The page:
Water, corn syrup, partially hydrogenated soybean oil, mono- and diglycerides, soy protein, sodium stearoyl lactylate, dipotassium phosphate, polysorbate 60, sodium acid pyrophosphate, salt, artificial color, colored with betacarotene.

Feel free to make a guess!  Answer tomorrow!!

Friday, May 14, 2010

Homemade babyfood

So, what is the first babystep we unknowingly made?  Babyfood!

Shortly after Kai was born, Lee and I had a conversation about feeding Kai as healthy as possible.  Something about jars of water-logged peas and bananas lost its appeal.  I don't remember where I read it, but I came across the idea of making sweet potatoes as a first babyfood.  There's just not much easier than boiling, steaming, baking, microwaving sweet potatoes.  One of our favorite dishes is sweet potatoe souffle.  In fact, it's a staple of every special dinner, occasion, or holiday, and if you turn your nose up at it we give you a very funny look.  Of course, it's not exactly the Maker's Diet recipe yet ;)

Well, I started reading more and more and how easy it was to make babyfood.  All you do it cook the fruit or vegetable and ten puree it.  It freezes for a month or so, and you almost always save money over the water logged peas.  Of course, I did try to make pees, and that didn't go over so well.  I didn't make a lot of fruit because it wasn't really in season at the time, but we made the stew out of potatoes and 3 different kids of squash.  With Caitlin I've already made avacado and banana in addition to sweet potatoes and squash.

So this kind of gets to how to buy food.  It's not always possible or feasible to buy organic.  For us, we still felt better about making our own babyfood vs. buying babyfood with the first ingredient as water.  I buy organic fruit as much as possible due to pesticide (more later), but I've also learned that buying frozen food is a good option.  Not as good as organic, but frozen food is often picked at the peak of freshness without as much time for the pesticide to soak in as it ripens.  Much better than canned, salted, soggy vegetables.  The biggest difference between organic is that it retains a lot more of the nutrients, and you don't have to worry about hybrid, genetically modified, half green produce.

Yay for homemade babyfood!  Two must have resources are and Super Baby Foods book.  They both provide excellent information about fruit, vegetables, and food in general.  I used Super Baby Food as a reference for yogurt, bread, and lots of meal ideas.  It makes babyfood almost more simple than buying tons of jars of babyfood and wondering how much water is added and just exactly how they made it so "smooth."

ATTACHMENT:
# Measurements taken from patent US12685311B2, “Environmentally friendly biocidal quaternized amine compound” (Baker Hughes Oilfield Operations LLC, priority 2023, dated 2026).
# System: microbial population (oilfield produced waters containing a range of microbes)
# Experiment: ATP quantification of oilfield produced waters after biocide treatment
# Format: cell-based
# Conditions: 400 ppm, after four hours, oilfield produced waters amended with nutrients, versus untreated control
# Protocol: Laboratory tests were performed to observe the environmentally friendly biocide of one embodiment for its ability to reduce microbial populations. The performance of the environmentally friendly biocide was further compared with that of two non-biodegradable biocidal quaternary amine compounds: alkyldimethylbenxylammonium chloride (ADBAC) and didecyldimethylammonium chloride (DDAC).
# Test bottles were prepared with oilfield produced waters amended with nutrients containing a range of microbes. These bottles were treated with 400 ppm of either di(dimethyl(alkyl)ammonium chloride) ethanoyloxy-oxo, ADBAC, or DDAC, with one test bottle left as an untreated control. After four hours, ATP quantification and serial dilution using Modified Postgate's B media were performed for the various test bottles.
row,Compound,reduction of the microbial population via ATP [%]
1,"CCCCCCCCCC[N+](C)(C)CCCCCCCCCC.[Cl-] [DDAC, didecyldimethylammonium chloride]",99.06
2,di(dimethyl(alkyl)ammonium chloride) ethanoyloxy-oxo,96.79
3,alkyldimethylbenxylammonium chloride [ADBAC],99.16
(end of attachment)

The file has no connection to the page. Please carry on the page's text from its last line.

Thursday, May 13, 2010

#1. Eat to Live

Maybe I'll actually get this blog going!  One week exactly after Kai split his tongue open, Caitlin was diagnosed with her first ear infection.  Fun stuff!  Jordan Rubin would be proud of me...I voiced my dislike of the fact she needed antibiotics, but I plan on giving a double dose of probiotics!  More on that later...

The first Key in the Great Physician Rx book (which I'll be referring to more than the Maker's Diet) is Eat to Live.  As Jordan Rubin writes, too many people "eat to live."  He describes our indulgence in fried, high-calorie, high-sodium, high-sugar, high-fat foods, but I would argue that I think there is equal danger in the low-fat, sugar-free craze.  I work with so many colleagues that are so proud of their salad and diet coke with sugar free pudding.  Either way, the end result is processed foods that God did not create. 

The idea behind Key #1 is to eat what God created for food, and in a form healthy for the body.

This is my new mantra.  I don't always follow it, and I don't follow it well.  I won't tell you how many cups of coffee I drank today or how much I'm craving cheez-its.  However, for breakfast I had sprouted bread toast with almond butter and for lunch I had my homemade "meat pies" and vegetables.  I've learned that it's not all or nothing.  I would love to eat an organic, whole food diet 100% of the time, but it's also not beating myself up over. Babysteps, babysteps.  Tomorrow I'll write about one of the first babysteps we unknowingly took...

Thursday, May 6, 2010

On vacation...

Ok, not really.  I figured it looked funny to start a new blog and then not blog!!  I need to take a break for a few more days.  Kai ended up in the ER needing stitches in his tongue, and we decided that this weekend would be a great weekend to have a big yardsale.  Oy!

I really will catch back up to speed this weekend.  Some of the topics, other than the GPRx and MD books, will be steps we've taken such as making our own baby food, cloth diapers (boy, oh boy), the Nourishing Traditions cookbook, the Cosmetic Database registry, and so forth.  Lots of good stuff, and a few more babysteps!